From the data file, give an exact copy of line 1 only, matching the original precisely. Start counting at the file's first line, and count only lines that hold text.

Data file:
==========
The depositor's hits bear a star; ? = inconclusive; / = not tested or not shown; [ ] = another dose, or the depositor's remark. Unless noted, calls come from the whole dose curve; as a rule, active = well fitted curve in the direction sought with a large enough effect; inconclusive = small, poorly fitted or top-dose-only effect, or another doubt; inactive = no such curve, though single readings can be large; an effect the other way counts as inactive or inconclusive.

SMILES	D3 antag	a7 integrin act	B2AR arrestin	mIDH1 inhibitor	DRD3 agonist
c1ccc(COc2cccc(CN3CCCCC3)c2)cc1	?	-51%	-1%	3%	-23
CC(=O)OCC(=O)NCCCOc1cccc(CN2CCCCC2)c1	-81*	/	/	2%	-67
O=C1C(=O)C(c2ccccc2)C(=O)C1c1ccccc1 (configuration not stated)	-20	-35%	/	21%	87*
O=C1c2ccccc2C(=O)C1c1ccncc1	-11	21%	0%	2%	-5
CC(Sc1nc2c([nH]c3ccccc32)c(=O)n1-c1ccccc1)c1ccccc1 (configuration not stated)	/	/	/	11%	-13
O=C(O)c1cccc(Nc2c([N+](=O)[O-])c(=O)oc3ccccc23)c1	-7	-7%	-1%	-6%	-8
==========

The depositor's hits bear a star; ? = inconclusive; / = not tested or not shown; [ ] = another dose, or the depositor's remark. Unless noted, calls come from the whole dose curve; as a rule, active = well fitted curve in the direction sought with a large enough effect; inconclusive = small, poorly fitted or top-dose-only effect, or another doubt; inactive = no such curve, though single readings can be large; an effect the other way counts as inactive or inconclusive.